St. Paul, Minn. (June 29, 2005)—Plant disease experts will come together to share insight on oak wilt at two events held during the annual meeting of The American Phytopathological Society (APS), July 30 - August 3 in Austin, TX. A forest pathology field trip will begin Friday, July 29 in the Edward’s Plateau region of central Texas where a destructive oak wilt epidemic has made this disease the most serious plant disease in the state. The field trip concludes in Austin on Saturday, July 30. An oak wilt symposium, “Speculation on the Origin and Spread of Ceratocystis fagacearum, Causal Organism of Oak Wilt” will be held Wednesday, August 3 at the Austin Convention Center. “Plant pathologists from across the country will be in Austin to talk about this disease that has become a devastating epidemic to Texas forests,” said Dave Appel, field trip organizer and forest pathologist at Texas A&M University, College Station, TX. “This is a great opportunity to share knowledge and present new ideas on how to manage this disease,” he said. Oak wilt, caused by the fungus Ceratocystis fagacearum, is an aggressive disease that can kill trees within one year after infection. In the 60 years since oak wilt was first discovered in the U.S., neither the disease nor the pathogen have been found outside the geographic range roughly extending from Minnesota to Texas on the west, and eastward through Pennsylvania and South Carolina. Although the highest level of oak wilt research activity occurred during the two decades following its discovery, significant research is still being conducted. Substantial resources have been spent on large-scale oak wilt suppression programs, with the most recent in Texas. Complimentary registration is available to members of the media who would like to attend annual meeting events. To register, contact +1.651.994.3802. A news conference on emerging plant diseases will be held at the annual meeting at 10 a.m., Monday, August 1.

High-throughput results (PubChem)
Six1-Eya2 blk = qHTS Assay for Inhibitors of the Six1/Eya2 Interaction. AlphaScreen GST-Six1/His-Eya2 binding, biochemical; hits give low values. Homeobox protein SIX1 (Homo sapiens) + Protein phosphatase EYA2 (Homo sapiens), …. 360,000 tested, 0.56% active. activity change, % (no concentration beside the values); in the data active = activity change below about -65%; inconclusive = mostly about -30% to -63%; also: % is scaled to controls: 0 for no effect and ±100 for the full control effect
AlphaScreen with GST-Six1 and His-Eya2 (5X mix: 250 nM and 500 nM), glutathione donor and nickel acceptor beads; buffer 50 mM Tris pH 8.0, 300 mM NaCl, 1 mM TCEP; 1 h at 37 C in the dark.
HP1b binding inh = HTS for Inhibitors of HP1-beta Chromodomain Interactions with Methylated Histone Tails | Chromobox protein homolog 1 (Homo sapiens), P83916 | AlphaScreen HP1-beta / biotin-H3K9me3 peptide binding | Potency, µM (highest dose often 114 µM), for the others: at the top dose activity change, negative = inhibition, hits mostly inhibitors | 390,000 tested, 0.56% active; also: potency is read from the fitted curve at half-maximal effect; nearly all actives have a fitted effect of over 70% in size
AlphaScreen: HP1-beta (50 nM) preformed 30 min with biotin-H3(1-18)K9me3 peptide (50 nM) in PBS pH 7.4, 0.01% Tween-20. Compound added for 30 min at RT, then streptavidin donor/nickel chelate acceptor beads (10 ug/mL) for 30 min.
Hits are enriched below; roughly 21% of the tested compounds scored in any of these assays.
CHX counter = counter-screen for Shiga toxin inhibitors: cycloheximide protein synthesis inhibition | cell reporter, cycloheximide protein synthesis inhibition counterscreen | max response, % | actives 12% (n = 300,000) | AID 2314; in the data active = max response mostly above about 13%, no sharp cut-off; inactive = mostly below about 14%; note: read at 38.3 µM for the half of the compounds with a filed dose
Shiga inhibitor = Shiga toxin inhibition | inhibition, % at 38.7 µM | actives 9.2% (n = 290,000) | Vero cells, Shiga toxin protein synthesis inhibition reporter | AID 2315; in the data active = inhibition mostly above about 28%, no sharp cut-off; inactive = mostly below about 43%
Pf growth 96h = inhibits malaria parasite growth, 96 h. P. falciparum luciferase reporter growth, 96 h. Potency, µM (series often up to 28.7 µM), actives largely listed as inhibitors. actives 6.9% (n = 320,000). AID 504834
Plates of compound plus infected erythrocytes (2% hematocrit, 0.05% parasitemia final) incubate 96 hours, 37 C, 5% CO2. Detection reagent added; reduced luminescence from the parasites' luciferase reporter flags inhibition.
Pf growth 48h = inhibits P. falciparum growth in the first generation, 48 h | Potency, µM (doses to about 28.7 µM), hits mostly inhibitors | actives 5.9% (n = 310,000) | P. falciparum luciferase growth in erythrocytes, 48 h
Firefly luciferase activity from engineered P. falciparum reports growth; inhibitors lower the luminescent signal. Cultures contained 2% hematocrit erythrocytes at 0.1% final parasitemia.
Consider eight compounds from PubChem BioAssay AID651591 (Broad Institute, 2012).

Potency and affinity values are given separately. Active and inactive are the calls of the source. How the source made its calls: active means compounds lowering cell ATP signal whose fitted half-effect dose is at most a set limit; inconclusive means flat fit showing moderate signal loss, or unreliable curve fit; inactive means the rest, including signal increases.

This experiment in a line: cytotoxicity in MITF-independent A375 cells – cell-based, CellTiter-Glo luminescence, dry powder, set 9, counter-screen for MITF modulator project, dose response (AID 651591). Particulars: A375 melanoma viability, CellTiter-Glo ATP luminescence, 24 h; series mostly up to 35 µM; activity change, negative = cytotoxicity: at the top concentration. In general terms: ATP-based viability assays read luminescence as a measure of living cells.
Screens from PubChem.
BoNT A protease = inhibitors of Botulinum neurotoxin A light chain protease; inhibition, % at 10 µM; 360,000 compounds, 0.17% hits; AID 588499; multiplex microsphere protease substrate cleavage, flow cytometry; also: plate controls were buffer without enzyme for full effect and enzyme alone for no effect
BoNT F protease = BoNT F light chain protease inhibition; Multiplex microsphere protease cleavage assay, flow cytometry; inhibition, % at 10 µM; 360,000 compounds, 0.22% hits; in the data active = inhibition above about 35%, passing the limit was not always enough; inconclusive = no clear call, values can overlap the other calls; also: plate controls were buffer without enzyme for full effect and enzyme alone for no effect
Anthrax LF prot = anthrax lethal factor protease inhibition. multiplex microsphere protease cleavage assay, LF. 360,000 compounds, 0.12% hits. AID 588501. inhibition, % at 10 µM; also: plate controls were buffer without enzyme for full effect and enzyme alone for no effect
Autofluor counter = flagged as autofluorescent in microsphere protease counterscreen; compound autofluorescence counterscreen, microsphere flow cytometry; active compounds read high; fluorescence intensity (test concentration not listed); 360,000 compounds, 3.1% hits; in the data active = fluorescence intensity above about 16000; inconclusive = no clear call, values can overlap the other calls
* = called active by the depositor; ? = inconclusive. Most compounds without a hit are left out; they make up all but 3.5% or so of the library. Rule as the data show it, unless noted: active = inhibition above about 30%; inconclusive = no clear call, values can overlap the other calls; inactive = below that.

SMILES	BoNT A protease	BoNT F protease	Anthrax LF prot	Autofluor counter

The American Phytopathological Society (APS) is a nonprofit, professional scientific organization. The research of the organization’s 5,000 worldwide members advances the understanding of the science of plant pathology and its application to plant health.